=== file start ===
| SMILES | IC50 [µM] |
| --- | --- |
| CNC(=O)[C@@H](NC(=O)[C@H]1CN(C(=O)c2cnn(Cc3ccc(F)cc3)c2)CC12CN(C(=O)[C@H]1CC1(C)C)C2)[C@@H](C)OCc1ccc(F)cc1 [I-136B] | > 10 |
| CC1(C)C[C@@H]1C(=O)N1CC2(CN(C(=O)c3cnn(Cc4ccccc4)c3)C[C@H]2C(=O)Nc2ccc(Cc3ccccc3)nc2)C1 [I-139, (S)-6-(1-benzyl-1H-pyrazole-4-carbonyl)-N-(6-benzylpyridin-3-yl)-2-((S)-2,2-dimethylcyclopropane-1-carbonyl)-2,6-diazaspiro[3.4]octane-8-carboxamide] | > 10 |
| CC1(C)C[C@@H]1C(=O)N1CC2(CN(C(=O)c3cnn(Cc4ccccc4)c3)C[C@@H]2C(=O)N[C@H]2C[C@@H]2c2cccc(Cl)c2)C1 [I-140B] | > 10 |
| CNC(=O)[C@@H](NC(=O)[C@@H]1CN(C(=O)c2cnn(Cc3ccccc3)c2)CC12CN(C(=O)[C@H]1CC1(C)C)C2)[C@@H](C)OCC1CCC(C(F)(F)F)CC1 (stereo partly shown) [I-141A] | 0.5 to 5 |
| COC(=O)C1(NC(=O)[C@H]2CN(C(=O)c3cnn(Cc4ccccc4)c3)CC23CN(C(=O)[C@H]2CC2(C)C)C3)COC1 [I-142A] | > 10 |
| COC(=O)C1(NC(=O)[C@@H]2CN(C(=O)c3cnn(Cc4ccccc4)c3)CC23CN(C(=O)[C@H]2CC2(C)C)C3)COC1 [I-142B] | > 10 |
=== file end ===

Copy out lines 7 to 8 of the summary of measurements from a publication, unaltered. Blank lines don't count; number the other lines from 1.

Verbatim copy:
| COC(=O)C1(NC(=O)[C@H]2CN(C(=O)c3cnn(Cc4ccccc4)c3)CC23CN(C(=O)[C@H]2CC2(C)C)C3)COC1 [I-142A] | > 10 |
| COC(=O)C1(NC(=O)[C@@H]2CN(C(=O)c3cnn(Cc4ccccc4)c3)CC23CN(C(=O)[C@H]2CC2(C)C)C3)COC1 [I-142B] | > 10 |